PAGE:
Interview Prep – Get your Story Put Together

Preparing the old song and dance“Where do you see yourself in 5 years?” isn’t always a question you consider before an interview, but HRinterviews has made it easier to prep. This is a great list of questions, put on my radar by SystematicHR with a few additional helpful hints.

I’ve had countless conversations about job hunting, shifting, seeking, imagining. We all want to find that next opportunity that affords us more growth, more autonomy, and more opportunity (a little extra compensation is nice too).

By way of prep, a quick spin will take you through the familiar and the forgotten, giving you a chance to at least think through your possible response. This conversation (or sales call, if you prefer to think of it that way), should be incredibly easy for you. After all,

  • No one knows your performance, ability, and potential better than you;
  • No one wants to see you succeed more than you do, and
  • ONLY YOU can decide if this is a better opportunity than your current (last) setting.

In addition to “Where do you see yourself in 5 years?”, a few of my other favorites to get as a candidate include:

There is one that sounds like my favorite “Rabbit Hole” question, but is short on advice:

#49: “What is the toughest challenge you have ever faced?

TRAPS: Being unprepared or citing an example from so early in your life that it doesn’t score many points for you at this stage of your career.

BEST ANSWER: This is an easy question if you’re prepared. Have a recent example ready that demonstrates either:

1. A quality most important to the job at hand; or
2. A quality that is always in demand, such as leadership, initiative, managerial skill, persuasiveness, courage, persistence, intelligence, etc.

As I noted in “Alice into the Rabbit Hole,” your response needs to be crisp, reflective, and compelling. This is where you really get to strut your stuff and make a lasting impression.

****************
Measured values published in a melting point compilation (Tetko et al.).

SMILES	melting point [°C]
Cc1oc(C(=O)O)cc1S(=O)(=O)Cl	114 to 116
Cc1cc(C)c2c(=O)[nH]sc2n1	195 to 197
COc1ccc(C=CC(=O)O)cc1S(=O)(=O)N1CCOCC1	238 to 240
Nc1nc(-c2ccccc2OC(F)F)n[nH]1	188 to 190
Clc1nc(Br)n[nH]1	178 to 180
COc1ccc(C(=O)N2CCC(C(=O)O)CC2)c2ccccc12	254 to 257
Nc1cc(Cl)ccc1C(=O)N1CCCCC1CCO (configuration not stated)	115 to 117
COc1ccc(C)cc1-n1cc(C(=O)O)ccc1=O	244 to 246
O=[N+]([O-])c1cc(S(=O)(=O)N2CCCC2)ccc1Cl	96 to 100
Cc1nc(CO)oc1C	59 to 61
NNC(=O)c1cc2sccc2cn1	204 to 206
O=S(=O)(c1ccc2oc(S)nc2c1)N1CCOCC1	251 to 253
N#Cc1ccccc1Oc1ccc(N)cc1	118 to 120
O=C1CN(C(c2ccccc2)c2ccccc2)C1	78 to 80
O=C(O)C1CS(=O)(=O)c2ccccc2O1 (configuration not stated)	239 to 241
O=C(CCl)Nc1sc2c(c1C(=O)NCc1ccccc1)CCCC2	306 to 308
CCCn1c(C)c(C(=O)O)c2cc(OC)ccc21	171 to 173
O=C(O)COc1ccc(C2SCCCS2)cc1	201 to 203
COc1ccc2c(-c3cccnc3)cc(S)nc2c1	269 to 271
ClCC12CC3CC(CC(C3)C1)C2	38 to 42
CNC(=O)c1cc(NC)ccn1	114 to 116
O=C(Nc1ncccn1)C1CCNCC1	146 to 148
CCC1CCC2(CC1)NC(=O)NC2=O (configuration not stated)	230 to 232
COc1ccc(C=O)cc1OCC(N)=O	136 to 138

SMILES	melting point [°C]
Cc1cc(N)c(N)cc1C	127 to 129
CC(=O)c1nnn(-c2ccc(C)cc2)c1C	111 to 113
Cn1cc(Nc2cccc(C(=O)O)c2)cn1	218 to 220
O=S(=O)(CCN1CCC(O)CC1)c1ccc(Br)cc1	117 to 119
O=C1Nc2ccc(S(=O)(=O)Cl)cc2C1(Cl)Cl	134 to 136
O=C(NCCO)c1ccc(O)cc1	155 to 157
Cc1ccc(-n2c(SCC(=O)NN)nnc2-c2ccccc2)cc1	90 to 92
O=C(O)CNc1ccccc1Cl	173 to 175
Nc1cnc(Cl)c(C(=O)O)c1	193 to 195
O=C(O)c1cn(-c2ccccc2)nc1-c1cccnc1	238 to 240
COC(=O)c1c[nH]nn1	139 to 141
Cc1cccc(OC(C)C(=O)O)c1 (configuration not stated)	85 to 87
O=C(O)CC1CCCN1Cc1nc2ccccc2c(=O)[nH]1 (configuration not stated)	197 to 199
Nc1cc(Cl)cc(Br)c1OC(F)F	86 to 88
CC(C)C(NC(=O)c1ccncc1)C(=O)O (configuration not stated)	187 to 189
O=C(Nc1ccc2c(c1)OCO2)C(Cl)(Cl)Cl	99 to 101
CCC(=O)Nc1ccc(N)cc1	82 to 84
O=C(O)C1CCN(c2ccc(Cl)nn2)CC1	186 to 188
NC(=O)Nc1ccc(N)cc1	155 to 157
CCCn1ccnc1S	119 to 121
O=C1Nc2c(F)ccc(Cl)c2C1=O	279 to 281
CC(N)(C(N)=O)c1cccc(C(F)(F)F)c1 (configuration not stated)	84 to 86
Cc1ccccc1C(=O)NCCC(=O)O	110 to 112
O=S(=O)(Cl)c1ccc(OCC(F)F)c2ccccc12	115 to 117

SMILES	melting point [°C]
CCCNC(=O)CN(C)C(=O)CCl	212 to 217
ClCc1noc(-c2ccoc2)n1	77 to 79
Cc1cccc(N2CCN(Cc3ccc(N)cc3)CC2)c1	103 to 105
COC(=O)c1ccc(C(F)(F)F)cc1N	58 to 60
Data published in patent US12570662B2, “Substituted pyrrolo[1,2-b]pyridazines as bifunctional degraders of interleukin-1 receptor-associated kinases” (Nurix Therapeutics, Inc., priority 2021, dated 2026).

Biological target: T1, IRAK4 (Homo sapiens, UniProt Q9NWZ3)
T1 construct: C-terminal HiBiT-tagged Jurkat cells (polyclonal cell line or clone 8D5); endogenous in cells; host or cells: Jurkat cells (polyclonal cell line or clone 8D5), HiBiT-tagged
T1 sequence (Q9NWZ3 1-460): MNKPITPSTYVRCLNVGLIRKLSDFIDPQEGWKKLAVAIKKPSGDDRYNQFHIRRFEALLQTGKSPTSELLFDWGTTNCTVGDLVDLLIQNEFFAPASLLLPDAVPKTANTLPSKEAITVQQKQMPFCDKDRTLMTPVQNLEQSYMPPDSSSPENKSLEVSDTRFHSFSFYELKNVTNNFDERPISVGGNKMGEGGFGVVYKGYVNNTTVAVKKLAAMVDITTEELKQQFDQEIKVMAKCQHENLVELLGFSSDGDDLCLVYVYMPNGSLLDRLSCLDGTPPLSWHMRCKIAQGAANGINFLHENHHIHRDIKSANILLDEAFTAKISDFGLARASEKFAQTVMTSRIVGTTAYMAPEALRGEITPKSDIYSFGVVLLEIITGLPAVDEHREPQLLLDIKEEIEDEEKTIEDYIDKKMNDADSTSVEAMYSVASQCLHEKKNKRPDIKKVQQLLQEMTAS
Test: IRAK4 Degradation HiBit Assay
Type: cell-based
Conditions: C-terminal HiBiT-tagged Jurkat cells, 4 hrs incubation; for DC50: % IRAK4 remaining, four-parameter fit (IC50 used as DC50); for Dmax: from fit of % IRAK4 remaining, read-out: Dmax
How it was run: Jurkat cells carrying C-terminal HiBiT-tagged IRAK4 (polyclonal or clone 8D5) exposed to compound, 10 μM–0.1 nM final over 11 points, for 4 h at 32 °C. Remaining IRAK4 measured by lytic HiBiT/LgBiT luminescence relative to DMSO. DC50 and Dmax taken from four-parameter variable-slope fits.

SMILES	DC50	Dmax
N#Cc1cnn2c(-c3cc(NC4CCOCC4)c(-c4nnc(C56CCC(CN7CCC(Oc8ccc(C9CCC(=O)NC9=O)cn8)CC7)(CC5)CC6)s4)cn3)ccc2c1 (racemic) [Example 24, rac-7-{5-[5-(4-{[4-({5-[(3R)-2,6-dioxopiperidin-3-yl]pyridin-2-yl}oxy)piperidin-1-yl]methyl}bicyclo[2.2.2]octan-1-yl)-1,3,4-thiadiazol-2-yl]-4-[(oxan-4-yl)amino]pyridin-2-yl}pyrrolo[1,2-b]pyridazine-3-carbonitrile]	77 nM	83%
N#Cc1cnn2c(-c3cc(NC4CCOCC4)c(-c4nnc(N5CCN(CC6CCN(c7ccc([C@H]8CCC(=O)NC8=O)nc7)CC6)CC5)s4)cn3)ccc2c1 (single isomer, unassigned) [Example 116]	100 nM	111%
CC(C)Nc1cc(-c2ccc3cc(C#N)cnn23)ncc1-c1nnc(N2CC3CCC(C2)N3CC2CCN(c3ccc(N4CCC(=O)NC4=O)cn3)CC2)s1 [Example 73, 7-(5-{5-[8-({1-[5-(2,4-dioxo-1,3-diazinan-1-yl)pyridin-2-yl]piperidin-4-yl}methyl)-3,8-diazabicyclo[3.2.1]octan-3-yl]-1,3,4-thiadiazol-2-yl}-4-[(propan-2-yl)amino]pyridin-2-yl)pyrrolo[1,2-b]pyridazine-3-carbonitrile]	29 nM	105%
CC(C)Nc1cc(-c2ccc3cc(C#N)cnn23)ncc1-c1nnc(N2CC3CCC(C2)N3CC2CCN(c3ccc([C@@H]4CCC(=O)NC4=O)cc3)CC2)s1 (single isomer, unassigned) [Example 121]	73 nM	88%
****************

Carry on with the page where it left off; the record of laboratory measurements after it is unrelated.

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3 Responses to Interview Prep – Get your Story Put Together

  1. Rick Turoczy says:

    I think this is great advice.

    But it also carries with it two huge assumptions: 1) The assumption that most interviewers know what they’re doing and the right questions to ask, and 2) If they don’t know what they’re doing and you’re forced to grab the wheel, the assumption those subpar interviewers are prepared to receive and process the data you’re providing so that it makes it to the right ears.

    By and large, I haven’t found either of these assumptions holding water (if that’s what assumptions hold).

    I’d be interested to hear your take/tips on salvaging an interview or navigating to the right interviewer, since that’s where I find myself up the proverbial creek most often. (e.g., Recruiters)

  2. Craig Gomes says:

    I did some prep for an interview once which included “Googling” for interview questions for the position for which I was applying. I found a website with some very good questions that I had never thought of. When I got to the interview one of the interviewers walked in with a printed list of the same questions. Needless to say, I did quite well in that interview. Preparation is always the key to any successful interview.

  3. Preparation is absolute key for an interview. There are only a finite number of questions that an interviewer can ask – make sure you know what they are..Doug

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